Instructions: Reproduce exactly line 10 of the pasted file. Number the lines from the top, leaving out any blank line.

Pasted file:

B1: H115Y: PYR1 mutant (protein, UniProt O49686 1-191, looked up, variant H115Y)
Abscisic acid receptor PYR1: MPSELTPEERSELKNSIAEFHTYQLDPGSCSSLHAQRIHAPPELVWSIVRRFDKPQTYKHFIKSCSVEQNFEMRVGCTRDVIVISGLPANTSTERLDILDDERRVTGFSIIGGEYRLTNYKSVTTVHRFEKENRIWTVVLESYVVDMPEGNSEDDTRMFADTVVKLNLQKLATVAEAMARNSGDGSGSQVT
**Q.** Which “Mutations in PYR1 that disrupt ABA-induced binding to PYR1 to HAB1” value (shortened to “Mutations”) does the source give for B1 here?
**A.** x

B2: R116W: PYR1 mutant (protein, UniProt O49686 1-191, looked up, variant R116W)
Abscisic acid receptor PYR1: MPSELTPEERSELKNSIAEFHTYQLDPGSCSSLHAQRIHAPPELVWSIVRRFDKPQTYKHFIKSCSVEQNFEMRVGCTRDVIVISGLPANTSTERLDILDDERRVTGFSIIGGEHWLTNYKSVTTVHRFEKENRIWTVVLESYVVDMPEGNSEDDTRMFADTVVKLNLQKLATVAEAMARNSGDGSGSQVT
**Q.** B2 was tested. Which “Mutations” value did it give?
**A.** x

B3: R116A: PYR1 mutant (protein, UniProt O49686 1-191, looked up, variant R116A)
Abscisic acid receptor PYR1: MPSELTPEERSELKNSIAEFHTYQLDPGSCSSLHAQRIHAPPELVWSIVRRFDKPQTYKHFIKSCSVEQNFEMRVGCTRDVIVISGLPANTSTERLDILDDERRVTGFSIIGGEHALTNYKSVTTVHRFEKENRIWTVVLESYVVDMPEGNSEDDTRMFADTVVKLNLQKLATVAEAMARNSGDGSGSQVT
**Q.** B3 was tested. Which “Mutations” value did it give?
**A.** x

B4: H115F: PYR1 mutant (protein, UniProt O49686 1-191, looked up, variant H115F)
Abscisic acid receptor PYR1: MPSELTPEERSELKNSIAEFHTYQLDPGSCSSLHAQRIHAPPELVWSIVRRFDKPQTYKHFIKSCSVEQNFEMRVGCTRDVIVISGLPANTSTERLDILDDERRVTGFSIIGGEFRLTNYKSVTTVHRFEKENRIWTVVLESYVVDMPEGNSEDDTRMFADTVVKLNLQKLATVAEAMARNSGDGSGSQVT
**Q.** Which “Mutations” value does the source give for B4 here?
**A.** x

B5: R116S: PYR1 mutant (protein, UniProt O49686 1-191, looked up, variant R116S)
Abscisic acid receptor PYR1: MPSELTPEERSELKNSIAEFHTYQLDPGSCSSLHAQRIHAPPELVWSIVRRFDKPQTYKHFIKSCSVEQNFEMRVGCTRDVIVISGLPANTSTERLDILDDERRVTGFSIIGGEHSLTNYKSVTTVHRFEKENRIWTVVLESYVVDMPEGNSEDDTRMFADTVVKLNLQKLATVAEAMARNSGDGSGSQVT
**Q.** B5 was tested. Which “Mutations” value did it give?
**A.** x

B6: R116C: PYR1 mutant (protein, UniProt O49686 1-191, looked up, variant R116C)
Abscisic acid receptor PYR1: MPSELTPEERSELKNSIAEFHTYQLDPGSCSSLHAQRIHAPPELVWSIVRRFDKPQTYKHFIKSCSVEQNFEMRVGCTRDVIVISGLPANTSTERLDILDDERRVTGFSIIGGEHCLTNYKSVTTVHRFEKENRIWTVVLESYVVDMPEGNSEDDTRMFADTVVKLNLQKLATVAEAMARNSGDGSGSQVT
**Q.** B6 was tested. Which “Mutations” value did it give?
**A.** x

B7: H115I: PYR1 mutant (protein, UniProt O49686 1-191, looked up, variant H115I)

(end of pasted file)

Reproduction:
Abscisic acid receptor PYR1: MPSELTPEERSELKNSIAEFHTYQLDPGSCSSLHAQRIHAPPELVWSIVRRFDKPQTYKHFIKSCSVEQNFEMRVGCTRDVIVISGLPANTSTERLDILDDERRVTGFSIIGGEHALTNYKSVTTVHRFEKENRIWTVVLESYVVDMPEGNSEDDTRMFADTVVKLNLQKLATVAEAMARNSGDGSGSQVT